five years avoiding the storm

With clouds gathering, do you stick or twist?

Ben Raven – Director

The average client invests for the medium to long term.

Of course they’ll experience ups and downs, but the aim is always to increase the value over time, right?

Clients don’t necessarily expect to make money every single year but if they do lose money, it’s crucial to provide them with the context around their loss.

  1. Are markets down?
  2. Was the loss in keeping with their agreed attitude to risk and capacity for loss?
  3. Does the portfolio manager understand what is happening in the financial markets and have the portfolios been positioned ready for future falls?

Most clients will care more about the one time they lost money, than any of the preceding occasions they made money. A timely reminder of why they are invested in their portfolio will be appreciated by most:

Were they invested in a portfolio because it provided them with cheap exposure to global markets where there could be large moves up and large moves down?

Were they invested in a portfolio that targets a level of risk, rather than performance?
(gains and losses could be smaller; however, the variance of these returns would likely be tighter and more in keeping with their risk profile).

Were they invested in a portfolio where currency risk was present, and their returns could be magnified (an unhedged portfolio)? or where it was removed and would have no impact on their returns (a hedged portfolio)?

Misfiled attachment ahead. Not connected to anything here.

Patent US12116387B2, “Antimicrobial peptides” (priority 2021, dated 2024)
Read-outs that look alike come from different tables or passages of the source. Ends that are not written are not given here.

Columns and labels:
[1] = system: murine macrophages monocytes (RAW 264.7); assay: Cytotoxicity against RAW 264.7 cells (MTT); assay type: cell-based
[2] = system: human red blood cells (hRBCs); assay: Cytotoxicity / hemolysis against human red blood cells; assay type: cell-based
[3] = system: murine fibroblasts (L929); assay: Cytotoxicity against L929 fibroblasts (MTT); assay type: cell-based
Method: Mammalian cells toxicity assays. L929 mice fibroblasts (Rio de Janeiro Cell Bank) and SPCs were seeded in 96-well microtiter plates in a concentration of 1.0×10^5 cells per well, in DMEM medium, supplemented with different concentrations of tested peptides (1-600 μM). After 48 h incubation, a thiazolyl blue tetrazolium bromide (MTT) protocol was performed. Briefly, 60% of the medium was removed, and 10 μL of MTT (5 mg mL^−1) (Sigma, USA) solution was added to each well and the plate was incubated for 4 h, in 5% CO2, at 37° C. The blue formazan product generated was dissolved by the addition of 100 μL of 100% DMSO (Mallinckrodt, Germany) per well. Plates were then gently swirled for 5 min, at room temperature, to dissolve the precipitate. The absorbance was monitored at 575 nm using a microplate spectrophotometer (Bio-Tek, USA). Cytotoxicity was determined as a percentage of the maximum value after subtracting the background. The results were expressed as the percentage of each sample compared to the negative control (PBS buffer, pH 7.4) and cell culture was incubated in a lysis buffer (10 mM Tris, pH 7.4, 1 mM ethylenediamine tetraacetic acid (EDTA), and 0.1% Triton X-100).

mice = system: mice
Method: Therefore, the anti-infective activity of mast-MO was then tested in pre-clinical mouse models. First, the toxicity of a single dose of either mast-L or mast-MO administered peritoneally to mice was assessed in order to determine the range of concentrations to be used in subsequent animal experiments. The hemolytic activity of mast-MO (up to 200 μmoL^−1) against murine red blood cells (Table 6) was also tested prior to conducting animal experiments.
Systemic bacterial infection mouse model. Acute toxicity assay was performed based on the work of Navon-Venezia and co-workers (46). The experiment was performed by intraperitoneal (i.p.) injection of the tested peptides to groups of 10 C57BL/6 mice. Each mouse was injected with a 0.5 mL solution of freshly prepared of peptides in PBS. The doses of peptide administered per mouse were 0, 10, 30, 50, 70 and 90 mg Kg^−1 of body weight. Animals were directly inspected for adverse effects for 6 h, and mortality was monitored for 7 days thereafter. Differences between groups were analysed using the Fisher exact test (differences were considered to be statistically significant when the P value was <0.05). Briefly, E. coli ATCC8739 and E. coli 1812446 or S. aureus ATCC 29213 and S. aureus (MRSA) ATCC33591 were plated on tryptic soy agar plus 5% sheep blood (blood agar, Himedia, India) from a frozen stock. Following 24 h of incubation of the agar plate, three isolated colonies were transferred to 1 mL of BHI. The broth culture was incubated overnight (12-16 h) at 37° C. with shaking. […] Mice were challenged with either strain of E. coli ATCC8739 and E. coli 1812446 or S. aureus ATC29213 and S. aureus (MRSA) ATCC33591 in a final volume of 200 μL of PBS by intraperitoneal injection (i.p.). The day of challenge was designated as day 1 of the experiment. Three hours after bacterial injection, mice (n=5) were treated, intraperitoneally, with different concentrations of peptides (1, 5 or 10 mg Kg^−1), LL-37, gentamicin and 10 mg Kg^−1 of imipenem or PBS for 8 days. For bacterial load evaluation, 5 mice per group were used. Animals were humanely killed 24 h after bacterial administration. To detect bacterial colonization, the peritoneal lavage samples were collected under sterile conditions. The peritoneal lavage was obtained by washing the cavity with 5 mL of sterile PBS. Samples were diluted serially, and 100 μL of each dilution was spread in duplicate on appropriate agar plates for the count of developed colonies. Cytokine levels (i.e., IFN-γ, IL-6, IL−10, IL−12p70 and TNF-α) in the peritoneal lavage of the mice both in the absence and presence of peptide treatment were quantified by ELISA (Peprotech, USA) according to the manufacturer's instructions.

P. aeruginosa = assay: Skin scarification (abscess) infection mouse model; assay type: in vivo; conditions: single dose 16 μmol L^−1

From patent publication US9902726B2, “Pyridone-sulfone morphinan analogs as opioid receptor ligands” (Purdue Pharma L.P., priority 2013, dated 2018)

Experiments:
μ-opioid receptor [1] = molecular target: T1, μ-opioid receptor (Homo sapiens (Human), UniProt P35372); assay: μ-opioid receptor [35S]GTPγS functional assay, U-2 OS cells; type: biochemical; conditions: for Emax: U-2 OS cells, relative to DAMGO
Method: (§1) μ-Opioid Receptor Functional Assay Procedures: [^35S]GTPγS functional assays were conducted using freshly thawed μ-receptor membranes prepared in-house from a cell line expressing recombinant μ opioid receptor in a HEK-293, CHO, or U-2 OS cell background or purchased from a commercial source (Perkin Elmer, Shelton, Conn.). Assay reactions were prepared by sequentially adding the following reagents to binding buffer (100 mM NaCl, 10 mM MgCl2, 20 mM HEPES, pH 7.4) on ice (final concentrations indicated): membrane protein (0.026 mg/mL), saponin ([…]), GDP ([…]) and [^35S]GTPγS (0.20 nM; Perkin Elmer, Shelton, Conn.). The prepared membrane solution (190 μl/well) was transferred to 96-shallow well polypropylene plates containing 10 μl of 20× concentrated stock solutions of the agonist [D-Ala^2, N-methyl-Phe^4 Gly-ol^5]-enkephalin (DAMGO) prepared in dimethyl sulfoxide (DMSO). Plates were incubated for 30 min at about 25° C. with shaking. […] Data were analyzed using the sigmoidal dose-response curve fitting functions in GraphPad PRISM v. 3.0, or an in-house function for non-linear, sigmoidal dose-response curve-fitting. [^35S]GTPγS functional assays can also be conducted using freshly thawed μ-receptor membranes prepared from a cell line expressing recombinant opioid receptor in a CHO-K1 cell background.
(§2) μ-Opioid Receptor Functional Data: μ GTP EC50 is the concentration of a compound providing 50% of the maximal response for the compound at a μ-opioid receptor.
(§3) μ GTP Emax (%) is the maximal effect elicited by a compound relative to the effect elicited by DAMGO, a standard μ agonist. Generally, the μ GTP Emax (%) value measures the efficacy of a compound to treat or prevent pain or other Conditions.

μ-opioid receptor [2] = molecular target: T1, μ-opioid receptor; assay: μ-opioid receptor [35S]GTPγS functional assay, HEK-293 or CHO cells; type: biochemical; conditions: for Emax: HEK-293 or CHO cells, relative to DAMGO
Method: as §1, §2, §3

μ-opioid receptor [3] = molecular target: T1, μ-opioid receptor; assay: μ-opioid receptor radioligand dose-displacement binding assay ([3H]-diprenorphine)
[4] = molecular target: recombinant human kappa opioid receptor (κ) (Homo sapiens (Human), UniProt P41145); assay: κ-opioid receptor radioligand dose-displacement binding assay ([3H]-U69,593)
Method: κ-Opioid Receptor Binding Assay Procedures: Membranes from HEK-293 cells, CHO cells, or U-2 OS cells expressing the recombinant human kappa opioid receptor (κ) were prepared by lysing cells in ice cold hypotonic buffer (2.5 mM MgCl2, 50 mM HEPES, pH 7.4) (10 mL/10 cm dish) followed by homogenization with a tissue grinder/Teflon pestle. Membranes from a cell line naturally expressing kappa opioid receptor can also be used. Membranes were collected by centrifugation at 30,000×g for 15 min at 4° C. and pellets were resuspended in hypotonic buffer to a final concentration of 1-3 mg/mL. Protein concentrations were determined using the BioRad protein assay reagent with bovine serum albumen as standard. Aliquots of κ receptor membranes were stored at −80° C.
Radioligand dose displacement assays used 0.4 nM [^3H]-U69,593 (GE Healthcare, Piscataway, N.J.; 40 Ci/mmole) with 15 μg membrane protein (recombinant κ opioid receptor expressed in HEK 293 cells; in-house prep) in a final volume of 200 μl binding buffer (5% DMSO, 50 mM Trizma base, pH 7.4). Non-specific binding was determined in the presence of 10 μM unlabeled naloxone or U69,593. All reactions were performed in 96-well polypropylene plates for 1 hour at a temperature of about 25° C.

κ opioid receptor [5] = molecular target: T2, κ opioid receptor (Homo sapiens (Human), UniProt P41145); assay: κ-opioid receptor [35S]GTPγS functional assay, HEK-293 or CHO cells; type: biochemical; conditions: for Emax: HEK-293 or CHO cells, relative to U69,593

Most clients will care more about the one time they lost money, than any of the preceding occasions they made money. A timely reminder of why they are invested in their portfolio will be appreciated by most:

Were they invested in a portfolio because it provided them with cheap exposure to global markets where there could be large moves up and large moves down?

Were they invested in a portfolio that targets a level of risk, rather than performance?
(gains and losses could be smaller; however, the variance of these returns would likely be tighter and more in keeping with their risk profile).

Were they invested in a portfolio where currency risk was present, and their returns could be magnified (an unhedged portfolio)? or where it was removed and would have no impact on their returns (a hedged portfolio)?

Given the market moves this year, a look at the “big picture” is useful for clients. This guide might help:

What has changed in the markets?

What has changed in the markets?

Market Performance Over the Last 5 Years:

Equities

!

 

Bonds

!

 

Sterling (GBP)

"

 

Volatility

Low

 

Who would have benefitted from this?

Who would have benefitted from this?

Clients invested in a globally diversified portfolio, hedged or unhedged
who benefited from the equity, bond and volatility components.

Clients who had a unhedged portfolio
who benefited even further from the fall in Sterling.

What is the current scenario?

What is the current scenario?

Equities

Approaching the end of a bull cycle?

 

Bonds

Bond bubble “bursting”?

 

Sterling (GBP)

Below 1, 5, 10 and 20 year averages!

 

Volatility

High

 

Given volatility and Brexit, what could the next couple of years look like for markets?

Given volatility and Brexit, what could the next couple of years look like for markets?

Equities

"

 

Bonds

"

 

Sterling (GBP)

!

 

Volatility

High

 

What would this mean for clients?

Passive funds could be exposed

The equity, bond and volatility components become a challenge.
This is where a volatility target approach could be crucial for clients.

Unhedged portfolios become vulnerable

Additionally, a rally in Sterling could lead to significant losses in excess of a client’s capacity for loss. An eventual rally in Sterling is widely predicted regardless of the Brexit outcome.

Boosted”gains from years gone by could be wiped out in a heartbeat!

How could this happen?